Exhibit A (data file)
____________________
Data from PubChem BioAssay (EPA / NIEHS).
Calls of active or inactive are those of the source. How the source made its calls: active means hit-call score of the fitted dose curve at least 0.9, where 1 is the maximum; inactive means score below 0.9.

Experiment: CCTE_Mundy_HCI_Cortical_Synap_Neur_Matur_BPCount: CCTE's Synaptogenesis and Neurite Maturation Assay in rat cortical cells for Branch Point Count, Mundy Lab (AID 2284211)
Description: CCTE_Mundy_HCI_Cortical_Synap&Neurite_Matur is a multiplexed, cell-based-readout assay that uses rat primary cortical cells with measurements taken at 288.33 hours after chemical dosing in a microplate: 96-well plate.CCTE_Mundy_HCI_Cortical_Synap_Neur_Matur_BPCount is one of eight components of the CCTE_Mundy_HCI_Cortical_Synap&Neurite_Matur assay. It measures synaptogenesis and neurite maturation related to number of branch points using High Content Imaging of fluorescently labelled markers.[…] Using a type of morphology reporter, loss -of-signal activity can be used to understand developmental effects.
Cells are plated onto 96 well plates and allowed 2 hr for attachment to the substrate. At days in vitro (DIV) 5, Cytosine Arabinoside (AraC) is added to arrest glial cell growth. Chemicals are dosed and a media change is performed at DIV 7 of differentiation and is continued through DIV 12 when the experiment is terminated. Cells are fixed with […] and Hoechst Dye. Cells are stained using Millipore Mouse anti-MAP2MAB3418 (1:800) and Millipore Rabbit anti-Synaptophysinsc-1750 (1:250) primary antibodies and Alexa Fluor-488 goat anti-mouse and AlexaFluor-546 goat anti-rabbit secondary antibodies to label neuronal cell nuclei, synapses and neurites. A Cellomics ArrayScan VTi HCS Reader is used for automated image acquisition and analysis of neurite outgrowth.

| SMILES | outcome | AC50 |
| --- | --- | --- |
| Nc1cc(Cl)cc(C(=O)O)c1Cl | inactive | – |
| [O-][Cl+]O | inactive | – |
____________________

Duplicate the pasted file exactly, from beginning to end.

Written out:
Data from PubChem BioAssay (EPA / NIEHS).
Calls of active or inactive are those of the source. How the source made its calls: active means hit-call score of the fitted dose curve at least 0.9, where 1 is the maximum; inactive means score below 0.9.

Experiment: CCTE_Mundy_HCI_Cortical_Synap_Neur_Matur_BPCount: CCTE's Synaptogenesis and Neurite Maturation Assay in rat cortical cells for Branch Point Count, Mundy Lab (AID 2284211)
Description: CCTE_Mundy_HCI_Cortical_Synap&Neurite_Matur is a multiplexed, cell-based-readout assay that uses rat primary cortical cells with measurements taken at 288.33 hours after chemical dosing in a microplate: 96-well plate.CCTE_Mundy_HCI_Cortical_Synap_Neur_Matur_BPCount is one of eight components of the CCTE_Mundy_HCI_Cortical_Synap&Neurite_Matur assay. It measures synaptogenesis and neurite maturation related to number of branch points using High Content Imaging of fluorescently labelled markers.[…] Using a type of morphology reporter, loss -of-signal activity can be used to understand developmental effects.
Cells are plated onto 96 well plates and allowed 2 hr for attachment to the substrate. At days in vitro (DIV) 5, Cytosine Arabinoside (AraC) is added to arrest glial cell growth. Chemicals are dosed and a media change is performed at DIV 7 of differentiation and is continued through DIV 12 when the experiment is terminated. Cells are fixed with […] and Hoechst Dye. Cells are stained using Millipore Mouse anti-MAP2MAB3418 (1:800) and Millipore Rabbit anti-Synaptophysinsc-1750 (1:250) primary antibodies and Alexa Fluor-488 goat anti-mouse and AlexaFluor-546 goat anti-rabbit secondary antibodies to label neuronal cell nuclei, synapses and neurites. A Cellomics ArrayScan VTi HCS Reader is used for automated image acquisition and analysis of neurite outgrowth.

| SMILES | outcome | AC50 |
| --- | --- | --- |
| Nc1cc(Cl)cc(C(=O)O)c1Cl | inactive | – |
| [O-][Cl+]O | inactive | – |